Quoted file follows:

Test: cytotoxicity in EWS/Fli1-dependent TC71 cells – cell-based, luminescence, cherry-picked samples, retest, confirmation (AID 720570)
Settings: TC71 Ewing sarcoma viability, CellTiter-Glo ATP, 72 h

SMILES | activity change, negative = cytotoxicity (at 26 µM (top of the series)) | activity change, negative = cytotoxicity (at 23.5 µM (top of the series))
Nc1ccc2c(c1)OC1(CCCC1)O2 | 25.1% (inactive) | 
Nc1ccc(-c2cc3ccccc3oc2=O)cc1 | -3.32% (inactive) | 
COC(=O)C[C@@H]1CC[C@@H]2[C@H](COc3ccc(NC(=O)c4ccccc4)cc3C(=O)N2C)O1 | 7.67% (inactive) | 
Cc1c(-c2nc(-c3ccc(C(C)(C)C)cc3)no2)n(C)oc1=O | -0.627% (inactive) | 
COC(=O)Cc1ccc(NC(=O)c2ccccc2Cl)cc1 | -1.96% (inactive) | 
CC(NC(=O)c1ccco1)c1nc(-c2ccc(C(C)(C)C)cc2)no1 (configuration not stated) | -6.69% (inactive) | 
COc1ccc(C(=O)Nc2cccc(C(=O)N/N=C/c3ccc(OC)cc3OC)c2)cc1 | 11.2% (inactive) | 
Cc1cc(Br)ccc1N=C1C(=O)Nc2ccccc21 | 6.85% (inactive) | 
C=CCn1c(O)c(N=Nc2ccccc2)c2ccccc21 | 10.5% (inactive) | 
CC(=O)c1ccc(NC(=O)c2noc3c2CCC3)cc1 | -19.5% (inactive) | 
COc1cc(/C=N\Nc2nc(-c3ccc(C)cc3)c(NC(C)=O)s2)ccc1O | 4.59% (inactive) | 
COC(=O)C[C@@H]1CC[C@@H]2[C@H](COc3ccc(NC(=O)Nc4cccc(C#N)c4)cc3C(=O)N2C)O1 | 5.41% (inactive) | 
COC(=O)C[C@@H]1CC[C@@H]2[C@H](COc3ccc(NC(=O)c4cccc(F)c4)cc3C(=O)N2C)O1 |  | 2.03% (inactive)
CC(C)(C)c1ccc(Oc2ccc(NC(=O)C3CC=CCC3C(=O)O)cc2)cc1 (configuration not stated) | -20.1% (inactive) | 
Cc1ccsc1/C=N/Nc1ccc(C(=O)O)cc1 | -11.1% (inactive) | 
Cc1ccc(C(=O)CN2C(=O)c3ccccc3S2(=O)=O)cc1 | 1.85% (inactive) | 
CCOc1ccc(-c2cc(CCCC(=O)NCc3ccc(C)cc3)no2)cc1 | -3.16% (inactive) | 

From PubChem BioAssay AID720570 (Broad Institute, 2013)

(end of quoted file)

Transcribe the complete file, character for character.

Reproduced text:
Test: cytotoxicity in EWS/Fli1-dependent TC71 cells – cell-based, luminescence, cherry-picked samples, retest, confirmation (AID 720570)
Settings: TC71 Ewing sarcoma viability, CellTiter-Glo ATP, 72 h

SMILES | activity change, negative = cytotoxicity (at 26 µM (top of the series)) | activity change, negative = cytotoxicity (at 23.5 µM (top of the series))
Nc1ccc2c(c1)OC1(CCCC1)O2 | 25.1% (inactive) | 
Nc1ccc(-c2cc3ccccc3oc2=O)cc1 | -3.32% (inactive) | 
COC(=O)C[C@@H]1CC[C@@H]2[C@H](COc3ccc(NC(=O)c4ccccc4)cc3C(=O)N2C)O1 | 7.67% (inactive) | 
Cc1c(-c2nc(-c3ccc(C(C)(C)C)cc3)no2)n(C)oc1=O | -0.627% (inactive) | 
COC(=O)Cc1ccc(NC(=O)c2ccccc2Cl)cc1 | -1.96% (inactive) | 
CC(NC(=O)c1ccco1)c1nc(-c2ccc(C(C)(C)C)cc2)no1 (configuration not stated) | -6.69% (inactive) | 
COc1ccc(C(=O)Nc2cccc(C(=O)N/N=C/c3ccc(OC)cc3OC)c2)cc1 | 11.2% (inactive) | 
Cc1cc(Br)ccc1N=C1C(=O)Nc2ccccc21 | 6.85% (inactive) | 
C=CCn1c(O)c(N=Nc2ccccc2)c2ccccc21 | 10.5% (inactive) | 
CC(=O)c1ccc(NC(=O)c2noc3c2CCC3)cc1 | -19.5% (inactive) | 
COc1cc(/C=N\Nc2nc(-c3ccc(C)cc3)c(NC(C)=O)s2)ccc1O | 4.59% (inactive) | 
COC(=O)C[C@@H]1CC[C@@H]2[C@H](COc3ccc(NC(=O)Nc4cccc(C#N)c4)cc3C(=O)N2C)O1 | 5.41% (inactive) | 
COC(=O)C[C@@H]1CC[C@@H]2[C@H](COc3ccc(NC(=O)c4cccc(F)c4)cc3C(=O)N2C)O1 |  | 2.03% (inactive)
CC(C)(C)c1ccc(Oc2ccc(NC(=O)C3CC=CCC3C(=O)O)cc2)cc1 (configuration not stated) | -20.1% (inactive) | 
Cc1ccsc1/C=N/Nc1ccc(C(=O)O)cc1 | -11.1% (inactive) | 
Cc1ccc(C(=O)CN2C(=O)c3ccccc3S2(=O)=O)cc1 | 1.85% (inactive) | 
CCOc1ccc(-c2cc(CCCC(=O)NCc3ccc(C)cc3)no2)cc1 | -3.16% (inactive) | 

From PubChem BioAssay AID720570 (Broad Institute, 2013)